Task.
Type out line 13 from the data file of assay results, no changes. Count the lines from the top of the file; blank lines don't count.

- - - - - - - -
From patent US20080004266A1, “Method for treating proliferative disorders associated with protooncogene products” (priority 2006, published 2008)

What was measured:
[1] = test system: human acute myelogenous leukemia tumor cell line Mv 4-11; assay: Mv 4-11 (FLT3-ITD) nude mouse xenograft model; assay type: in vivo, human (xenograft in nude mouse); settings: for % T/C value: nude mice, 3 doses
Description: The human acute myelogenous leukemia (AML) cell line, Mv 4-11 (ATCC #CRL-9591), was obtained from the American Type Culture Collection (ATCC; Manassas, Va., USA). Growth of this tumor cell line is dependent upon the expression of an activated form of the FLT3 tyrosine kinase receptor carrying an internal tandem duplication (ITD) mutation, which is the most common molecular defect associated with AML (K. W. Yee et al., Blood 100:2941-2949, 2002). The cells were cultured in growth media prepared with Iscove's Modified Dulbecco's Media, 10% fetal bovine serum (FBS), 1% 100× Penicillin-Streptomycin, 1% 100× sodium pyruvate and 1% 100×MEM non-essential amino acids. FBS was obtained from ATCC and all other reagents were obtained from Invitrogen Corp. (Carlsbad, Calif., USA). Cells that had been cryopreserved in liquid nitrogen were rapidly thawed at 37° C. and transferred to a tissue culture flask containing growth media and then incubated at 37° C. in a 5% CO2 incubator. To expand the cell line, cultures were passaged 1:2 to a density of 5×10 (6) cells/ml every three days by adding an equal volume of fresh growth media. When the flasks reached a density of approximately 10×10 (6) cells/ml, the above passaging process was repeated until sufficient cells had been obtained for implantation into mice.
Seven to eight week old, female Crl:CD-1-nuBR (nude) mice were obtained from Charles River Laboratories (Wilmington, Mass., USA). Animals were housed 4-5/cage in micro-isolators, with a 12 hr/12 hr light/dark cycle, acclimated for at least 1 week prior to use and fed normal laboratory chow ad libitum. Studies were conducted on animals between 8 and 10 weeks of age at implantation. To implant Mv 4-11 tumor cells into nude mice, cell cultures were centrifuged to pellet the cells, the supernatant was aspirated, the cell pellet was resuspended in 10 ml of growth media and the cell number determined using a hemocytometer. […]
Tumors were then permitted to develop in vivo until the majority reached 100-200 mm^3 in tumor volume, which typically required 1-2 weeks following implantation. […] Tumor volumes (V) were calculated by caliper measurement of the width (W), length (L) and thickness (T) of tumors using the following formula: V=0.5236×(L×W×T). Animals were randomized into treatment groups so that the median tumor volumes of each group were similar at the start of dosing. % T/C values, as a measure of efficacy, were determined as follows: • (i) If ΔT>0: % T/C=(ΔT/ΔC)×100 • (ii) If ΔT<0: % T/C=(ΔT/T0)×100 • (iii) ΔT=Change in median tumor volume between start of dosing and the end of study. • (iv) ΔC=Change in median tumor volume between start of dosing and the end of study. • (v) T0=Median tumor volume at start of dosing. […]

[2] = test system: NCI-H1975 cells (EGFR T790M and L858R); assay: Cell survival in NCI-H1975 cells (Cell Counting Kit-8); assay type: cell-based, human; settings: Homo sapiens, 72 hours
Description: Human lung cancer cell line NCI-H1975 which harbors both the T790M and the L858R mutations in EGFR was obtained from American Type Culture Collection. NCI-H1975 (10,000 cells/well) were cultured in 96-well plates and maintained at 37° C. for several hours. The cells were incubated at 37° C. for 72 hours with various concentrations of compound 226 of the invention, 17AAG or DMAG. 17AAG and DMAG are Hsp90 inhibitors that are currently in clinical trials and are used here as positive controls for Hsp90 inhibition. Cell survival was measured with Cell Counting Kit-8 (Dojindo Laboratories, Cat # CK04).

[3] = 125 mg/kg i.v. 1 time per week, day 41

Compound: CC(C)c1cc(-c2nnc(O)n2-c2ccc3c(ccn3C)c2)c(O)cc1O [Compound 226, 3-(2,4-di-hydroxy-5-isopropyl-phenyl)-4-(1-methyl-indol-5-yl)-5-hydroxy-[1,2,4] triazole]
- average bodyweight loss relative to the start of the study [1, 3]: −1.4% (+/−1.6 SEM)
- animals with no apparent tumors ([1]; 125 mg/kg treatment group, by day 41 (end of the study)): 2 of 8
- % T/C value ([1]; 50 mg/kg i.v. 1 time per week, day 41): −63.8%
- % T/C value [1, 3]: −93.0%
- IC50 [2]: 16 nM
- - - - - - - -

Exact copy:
- % T/C value ([1]; 50 mg/kg i.v. 1 time per week, day 41): −63.8%